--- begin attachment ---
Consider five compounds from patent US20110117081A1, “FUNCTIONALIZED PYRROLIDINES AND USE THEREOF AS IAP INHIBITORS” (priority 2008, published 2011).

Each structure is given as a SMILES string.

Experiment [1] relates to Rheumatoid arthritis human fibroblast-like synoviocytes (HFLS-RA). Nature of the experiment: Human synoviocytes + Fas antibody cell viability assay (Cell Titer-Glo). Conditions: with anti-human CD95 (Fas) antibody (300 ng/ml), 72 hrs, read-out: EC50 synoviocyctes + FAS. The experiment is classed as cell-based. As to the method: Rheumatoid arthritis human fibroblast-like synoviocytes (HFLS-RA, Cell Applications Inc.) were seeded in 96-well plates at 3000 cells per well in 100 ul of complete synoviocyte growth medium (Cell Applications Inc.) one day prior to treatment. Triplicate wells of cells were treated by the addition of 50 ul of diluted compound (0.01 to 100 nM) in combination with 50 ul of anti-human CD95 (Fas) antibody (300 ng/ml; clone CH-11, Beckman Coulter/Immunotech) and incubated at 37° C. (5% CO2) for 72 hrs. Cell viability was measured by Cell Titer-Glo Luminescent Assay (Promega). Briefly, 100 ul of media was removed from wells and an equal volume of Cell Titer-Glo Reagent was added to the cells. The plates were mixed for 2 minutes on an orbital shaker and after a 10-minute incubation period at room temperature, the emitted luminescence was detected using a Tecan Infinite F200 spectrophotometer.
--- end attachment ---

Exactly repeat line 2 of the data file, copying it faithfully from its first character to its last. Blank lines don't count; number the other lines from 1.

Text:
Each structure is given as a SMILES string.